I was saddened to read of the recent death of prominent historian Gabriel Kolko. He suffered from an incurable neurological disease and relocated to the Netherlands. He then took advantage of that nation’s legal euthanasia option and died in Amsterdam on May 19.
When I was an undergraduate, I read and found immensely provocative Kolko’s “The Triumph of Conservatism: A Reinterpretation of American History, 1900-1916” (1963). Kolko argued in the book that big businesses of the early twentieth century actually wanted the federal government to regulate them in order to avoid more restrictive legislation from state legislatures. Self-styled “Progressive” reformers, in Kolko’s interpretation, were wolves in sheep’s clothing. They worked in sneaky ways to preserve corporate power and to short-circuit efforts to rein in exploitative corporate profit-seeking.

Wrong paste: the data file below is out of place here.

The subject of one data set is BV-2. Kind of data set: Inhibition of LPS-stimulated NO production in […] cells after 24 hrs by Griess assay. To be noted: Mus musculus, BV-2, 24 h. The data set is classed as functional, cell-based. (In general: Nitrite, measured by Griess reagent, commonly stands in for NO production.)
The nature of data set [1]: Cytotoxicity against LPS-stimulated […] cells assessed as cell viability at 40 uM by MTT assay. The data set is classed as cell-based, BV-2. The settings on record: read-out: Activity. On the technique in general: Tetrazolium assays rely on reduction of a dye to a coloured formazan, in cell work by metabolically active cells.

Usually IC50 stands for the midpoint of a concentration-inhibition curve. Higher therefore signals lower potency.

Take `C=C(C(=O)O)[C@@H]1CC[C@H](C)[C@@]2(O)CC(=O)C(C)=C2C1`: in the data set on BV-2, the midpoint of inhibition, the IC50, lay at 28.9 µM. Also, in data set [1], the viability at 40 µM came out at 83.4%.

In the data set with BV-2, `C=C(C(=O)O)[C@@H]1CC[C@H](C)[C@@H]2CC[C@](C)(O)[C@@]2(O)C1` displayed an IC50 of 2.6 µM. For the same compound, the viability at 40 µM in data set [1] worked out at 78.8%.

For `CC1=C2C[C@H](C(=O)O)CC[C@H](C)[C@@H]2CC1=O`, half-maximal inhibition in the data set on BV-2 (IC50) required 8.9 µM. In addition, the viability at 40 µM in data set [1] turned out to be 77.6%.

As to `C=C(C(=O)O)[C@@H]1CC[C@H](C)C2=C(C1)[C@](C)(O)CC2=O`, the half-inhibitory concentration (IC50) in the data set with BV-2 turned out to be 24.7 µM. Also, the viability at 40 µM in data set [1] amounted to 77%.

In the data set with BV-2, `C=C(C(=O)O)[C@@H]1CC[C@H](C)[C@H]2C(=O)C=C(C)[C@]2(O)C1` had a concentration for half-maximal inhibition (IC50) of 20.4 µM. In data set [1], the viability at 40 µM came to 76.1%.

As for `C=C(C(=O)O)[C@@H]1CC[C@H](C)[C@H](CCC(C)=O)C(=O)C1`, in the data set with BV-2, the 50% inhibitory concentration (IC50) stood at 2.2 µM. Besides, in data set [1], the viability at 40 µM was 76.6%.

In the later stages of his career, Kolko turned increasingly to American war-making and foreign policy, and his works included: Read more »